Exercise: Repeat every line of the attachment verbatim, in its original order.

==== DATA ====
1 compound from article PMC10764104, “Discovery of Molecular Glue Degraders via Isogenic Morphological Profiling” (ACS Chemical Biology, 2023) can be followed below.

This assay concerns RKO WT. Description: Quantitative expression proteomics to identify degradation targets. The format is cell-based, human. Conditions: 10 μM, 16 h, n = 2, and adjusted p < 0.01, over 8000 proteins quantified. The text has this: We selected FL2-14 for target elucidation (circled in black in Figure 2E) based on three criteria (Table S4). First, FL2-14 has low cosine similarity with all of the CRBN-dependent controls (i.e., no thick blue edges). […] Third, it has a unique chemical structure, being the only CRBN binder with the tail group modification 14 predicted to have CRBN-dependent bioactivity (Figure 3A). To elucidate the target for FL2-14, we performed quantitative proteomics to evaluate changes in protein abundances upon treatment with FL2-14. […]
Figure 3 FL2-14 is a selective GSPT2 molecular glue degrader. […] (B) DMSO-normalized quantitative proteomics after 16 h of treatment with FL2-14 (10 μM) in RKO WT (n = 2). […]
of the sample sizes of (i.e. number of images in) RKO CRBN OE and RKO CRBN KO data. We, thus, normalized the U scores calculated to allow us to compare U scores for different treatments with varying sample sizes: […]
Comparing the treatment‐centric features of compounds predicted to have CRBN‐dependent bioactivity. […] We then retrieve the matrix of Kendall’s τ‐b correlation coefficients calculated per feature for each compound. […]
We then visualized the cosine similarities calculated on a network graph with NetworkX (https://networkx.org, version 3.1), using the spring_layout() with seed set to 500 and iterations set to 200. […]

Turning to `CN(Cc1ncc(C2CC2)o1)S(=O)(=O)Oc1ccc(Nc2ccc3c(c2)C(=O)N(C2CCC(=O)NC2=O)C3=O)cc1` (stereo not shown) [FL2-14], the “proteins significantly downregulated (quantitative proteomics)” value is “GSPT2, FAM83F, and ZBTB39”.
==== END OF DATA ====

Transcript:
1 compound from article PMC10764104, “Discovery of Molecular Glue Degraders via Isogenic Morphological Profiling” (ACS Chemical Biology, 2023) can be followed below.

This assay concerns RKO WT. Description: Quantitative expression proteomics to identify degradation targets. The format is cell-based, human. Conditions: 10 μM, 16 h, n = 2, and adjusted p < 0.01, over 8000 proteins quantified. The text has this: We selected FL2-14 for target elucidation (circled in black in Figure 2E) based on three criteria (Table S4). First, FL2-14 has low cosine similarity with all of the CRBN-dependent controls (i.e., no thick blue edges). […] Third, it has a unique chemical structure, being the only CRBN binder with the tail group modification 14 predicted to have CRBN-dependent bioactivity (Figure 3A). To elucidate the target for FL2-14, we performed quantitative proteomics to evaluate changes in protein abundances upon treatment with FL2-14. […]
Figure 3 FL2-14 is a selective GSPT2 molecular glue degrader. […] (B) DMSO-normalized quantitative proteomics after 16 h of treatment with FL2-14 (10 μM) in RKO WT (n = 2). […]
of the sample sizes of (i.e. number of images in) RKO CRBN OE and RKO CRBN KO data. We, thus, normalized the U scores calculated to allow us to compare U scores for different treatments with varying sample sizes: […]
Comparing the treatment‐centric features of compounds predicted to have CRBN‐dependent bioactivity. […] We then retrieve the matrix of Kendall’s τ‐b correlation coefficients calculated per feature for each compound. […]
We then visualized the cosine similarities calculated on a network graph with NetworkX (https://networkx.org, version 3.1), using the spring_layout() with seed set to 500 and iterations set to 200. […]

Turning to `CN(Cc1ncc(C2CC2)o1)S(=O)(=O)Oc1ccc(Nc2ccc3c(c2)C(=O)N(C2CCC(=O)NC2=O)C3=O)cc1` (stereo not shown) [FL2-14], the “proteins significantly downregulated (quantitative proteomics)” value is “GSPT2, FAM83F, and ZBTB39”.